RESUMO

This commentary on sleep medicine explores whether the potential relationship between sleep bruxism (SB), masticatory muscle pain (MMP) and sleep breathing disorders (SBDs)contributes to improving the management of co-occurring conditions.The paper is divided into 2 sections: (1) reviewing the debate on SB nosology; and (2) based on the publications from the Martynowicz & Wieckiewicz research group, exploringthe role of intermittent hypoxia as a putative mechanism endotype that may link such co-occurrence among individuals for whom characteristics are not yet clear.


Assuntos
Bruxismo do Sono , Humanos , Bruxismo do Sono/complicações , Músculos da Mastigação/fisiologia , Sono/fisiologia , Dor , Hipóxia/complicações
9.
Eur J Oral Sci ; 132(2): e12979, 2024 Apr.
Artigo em Inglês | MEDLINE | ID: mdl-38421263

RESUMO

This systematic review answers the question: "Does occlusal appliance use influence masticatory muscle function of dentate individuals with sleep bruxism?". The literature search included six databases, grey literature, and manual search for articles. Randomized and non-randomized clinical trials were included comparing muscle function of sleep bruxers before and after receiving occlusal appliances. Risk of bias was assessed with risk of bias assessment for randomized and non-randomized clinical trials tool. Twelve studies, three represent randomized clinical trials, were included. Risk of bias was considered low, moderate, or serious. Meta-analyses indicated that soft and hard appliances did not influence muscle activity and bite force of bruxers. Qualitative analysis showed that occlusal appliance use did not influence masticatory performance and muscle volume. However, it was effective in reducing tongue force. Certainty of evidence was considered very low for muscle activity when evaluated with hard appliances, and for bite force evaluated with both appliance materials. Low certainty of evidence was observed for muscle activity with soft appliances. Based on the findings of this meta-analysis, occlusal appliances do not affect masticatory muscle function of sleep bruxers. Regardless of appliance material, the activity of masseter and temporal, and bite force of sleep bruxers was not influenced.


Assuntos
Bruxismo do Sono , Humanos , Músculos da Mastigação , Músculo Masseter/fisiologia , Placas Oclusais , Sono
10.
Clin Oral Investig ; 28(2): 142, 2024 Feb 13.
Artigo em Inglês | MEDLINE | ID: mdl-38347236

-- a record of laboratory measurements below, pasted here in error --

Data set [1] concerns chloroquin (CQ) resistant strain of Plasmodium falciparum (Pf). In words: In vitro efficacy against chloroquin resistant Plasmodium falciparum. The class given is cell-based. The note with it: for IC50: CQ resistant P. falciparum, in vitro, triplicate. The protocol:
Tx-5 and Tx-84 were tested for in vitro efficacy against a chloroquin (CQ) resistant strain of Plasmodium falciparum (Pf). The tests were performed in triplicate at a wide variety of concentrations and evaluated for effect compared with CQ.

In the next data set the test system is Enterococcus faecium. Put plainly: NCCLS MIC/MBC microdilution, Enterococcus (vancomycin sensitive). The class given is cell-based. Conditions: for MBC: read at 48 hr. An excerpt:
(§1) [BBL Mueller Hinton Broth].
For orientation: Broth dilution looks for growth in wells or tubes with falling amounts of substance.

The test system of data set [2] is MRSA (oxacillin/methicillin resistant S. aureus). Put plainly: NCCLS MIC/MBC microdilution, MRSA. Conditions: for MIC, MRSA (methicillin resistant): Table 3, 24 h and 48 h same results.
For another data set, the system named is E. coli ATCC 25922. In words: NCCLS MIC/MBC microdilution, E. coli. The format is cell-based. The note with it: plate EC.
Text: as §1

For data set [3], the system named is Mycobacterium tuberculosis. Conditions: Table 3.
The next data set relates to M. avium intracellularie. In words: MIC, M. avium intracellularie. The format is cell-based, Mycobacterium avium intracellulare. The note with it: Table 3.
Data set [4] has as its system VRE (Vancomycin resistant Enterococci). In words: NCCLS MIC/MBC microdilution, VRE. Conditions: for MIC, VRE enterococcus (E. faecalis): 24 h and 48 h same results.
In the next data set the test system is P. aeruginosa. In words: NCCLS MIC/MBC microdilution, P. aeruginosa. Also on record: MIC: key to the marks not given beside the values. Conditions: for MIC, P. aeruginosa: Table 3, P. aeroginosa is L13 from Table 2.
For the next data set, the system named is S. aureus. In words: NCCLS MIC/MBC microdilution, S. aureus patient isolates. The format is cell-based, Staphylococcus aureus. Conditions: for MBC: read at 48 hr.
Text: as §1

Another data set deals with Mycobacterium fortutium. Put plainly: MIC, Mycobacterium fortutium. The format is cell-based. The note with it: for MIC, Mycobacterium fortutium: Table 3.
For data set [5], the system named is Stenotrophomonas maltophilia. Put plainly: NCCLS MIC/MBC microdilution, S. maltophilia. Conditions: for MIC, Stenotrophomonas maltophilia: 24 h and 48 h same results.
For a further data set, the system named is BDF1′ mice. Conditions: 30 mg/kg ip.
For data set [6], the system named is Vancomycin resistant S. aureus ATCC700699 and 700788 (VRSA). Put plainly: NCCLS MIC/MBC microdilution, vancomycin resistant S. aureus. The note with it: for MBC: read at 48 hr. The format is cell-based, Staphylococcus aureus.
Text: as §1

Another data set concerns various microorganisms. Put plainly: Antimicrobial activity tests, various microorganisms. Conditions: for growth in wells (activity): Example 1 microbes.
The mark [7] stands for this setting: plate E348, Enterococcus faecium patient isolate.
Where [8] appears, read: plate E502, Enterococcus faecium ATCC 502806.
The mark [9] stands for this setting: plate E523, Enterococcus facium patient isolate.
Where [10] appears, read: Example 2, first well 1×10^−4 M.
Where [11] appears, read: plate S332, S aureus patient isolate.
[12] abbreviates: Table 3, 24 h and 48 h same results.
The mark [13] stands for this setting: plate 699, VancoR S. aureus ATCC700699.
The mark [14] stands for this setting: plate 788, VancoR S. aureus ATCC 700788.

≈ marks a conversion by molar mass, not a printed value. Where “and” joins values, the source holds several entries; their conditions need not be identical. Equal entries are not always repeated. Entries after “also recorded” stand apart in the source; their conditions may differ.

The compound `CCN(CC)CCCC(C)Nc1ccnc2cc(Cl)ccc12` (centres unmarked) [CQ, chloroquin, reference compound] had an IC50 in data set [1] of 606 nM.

RESUMO

OBJECTIVES: This cross-sectional school-based study explored the influence of malocclusion on temporomandibular disorders (TMD) pain complaints, and whether this association would be mediated by sleep bruxism in a representative sample of 7- to 8-year-old children. METHODS: Path analysis estimated direct, indirect, and total effects of occlusal features on sleep bruxism and TMD pain in 7- to 8-year-old children. Occlusal features were assessed with Dental Aesthetic Index (DAI), orofacial pain complaints using the TMD pain screener, possible sleep bruxism based on self-reports, and probable sleep bruxism based on self-reports combined with clinical findings. Structural equation modeling analyzed data with confounding factors. RESULTS: From 580 participants, possible sleep bruxism was observed in 136 children (31.5%), probable sleep bruxism in 30 children (6.7%), and TMD pain complaints in 78 children (13.8%). Malocclusion had no direct effect on either possible sleep bruxism [standardized coefficient (SC) 0.000; p = 0.992], or TMD pain complaints (SC - 0.01; p = 0.740). When probable sleep bruxism was set as the mediator of interest, malocclusion did not directly affect probable sleep bruxism (SC 0.01; p = 0.766), nor TMD pain complaints (SC - 0.02; p = 0.515). A direct effect of probable sleep bruxism on TMD pain complaints was observed with an SC of 0.60 (p < 0.001). However, in neither case, malocclusion indirectly affected TMD pain complaints via bruxism. CONCLUSION: Malocclusion in 7- to 8-year-old children did not directly influence possible or probable sleep bruxism or TMD pain complaints. Instead, probable sleep bruxism was strongly associated with TMD pain complaints. CLINICAL SIGNIFICANCE: The impact of occlusal features on TMD pain complaints and bruxism has been a long-standing controversy in dentistry. However, the scientific literature linking this association may be inconsistent, mainly due to biased sample selection methods with inadequate consideration of confounders. Further research should try to identify additional risk factors for TMD pain in addition to probable sleep bruxism in children.


Assuntos
Bruxismo , Má Oclusão , Bruxismo do Sono , Transtornos da Articulação Temporomandibular , Criança , Humanos , Bruxismo do Sono/complicações , Bruxismo/complicações , Estudos Transversais , Dor Facial/complicações , Autorrelato , Transtornos da Articulação Temporomandibular/complicações , Má Oclusão/complicações
11.
Clin Oral Investig ; 28(2): 152, 2024 Feb 16.
Artigo em Inglês | MEDLINE | ID: mdl-38363350

RESUMO